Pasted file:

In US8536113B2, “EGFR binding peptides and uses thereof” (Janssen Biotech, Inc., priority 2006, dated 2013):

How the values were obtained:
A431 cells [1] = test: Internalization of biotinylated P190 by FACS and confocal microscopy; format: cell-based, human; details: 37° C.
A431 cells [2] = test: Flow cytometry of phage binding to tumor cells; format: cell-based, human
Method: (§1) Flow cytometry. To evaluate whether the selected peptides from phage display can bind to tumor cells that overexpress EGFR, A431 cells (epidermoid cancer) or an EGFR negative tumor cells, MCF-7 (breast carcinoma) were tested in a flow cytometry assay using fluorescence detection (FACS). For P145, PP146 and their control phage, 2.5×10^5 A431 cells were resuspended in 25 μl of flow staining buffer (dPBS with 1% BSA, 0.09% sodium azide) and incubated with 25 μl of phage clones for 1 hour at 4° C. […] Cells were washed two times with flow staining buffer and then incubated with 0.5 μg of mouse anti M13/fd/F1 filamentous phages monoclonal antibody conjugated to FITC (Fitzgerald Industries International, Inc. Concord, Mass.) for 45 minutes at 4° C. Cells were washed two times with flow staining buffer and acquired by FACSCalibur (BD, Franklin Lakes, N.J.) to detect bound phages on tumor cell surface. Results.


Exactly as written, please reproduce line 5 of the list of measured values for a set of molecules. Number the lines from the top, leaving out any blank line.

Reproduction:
Method: (§1) Flow cytometry. To evaluate whether the selected peptides from phage display can bind to tumor cells that overexpress EGFR, A431 cells (epidermoid cancer) or an EGFR negative tumor cells, MCF-7 (breast carcinoma) were tested in a flow cytometry assay using fluorescence detection (FACS). For P145, PP146 and their control phage, 2.5×10^5 A431 cells were resuspended in 25 μl of flow staining buffer (dPBS with 1% BSA, 0.09% sodium azide) and incubated with 25 μl of phage clones for 1 hour at 4° C. […] Cells were washed two times with flow staining buffer and then incubated with 0.5 μg of mouse anti M13/fd/F1 filamentous phages monoclonal antibody conjugated to FITC (Fitzgerald Industries International, Inc. Concord, Mass.) for 45 minutes at 4° C. Cells were washed two times with flow staining buffer and acquired by FACSCalibur (BD, Franklin Lakes, N.J.) to detect bound phages on tumor cell surface. Results.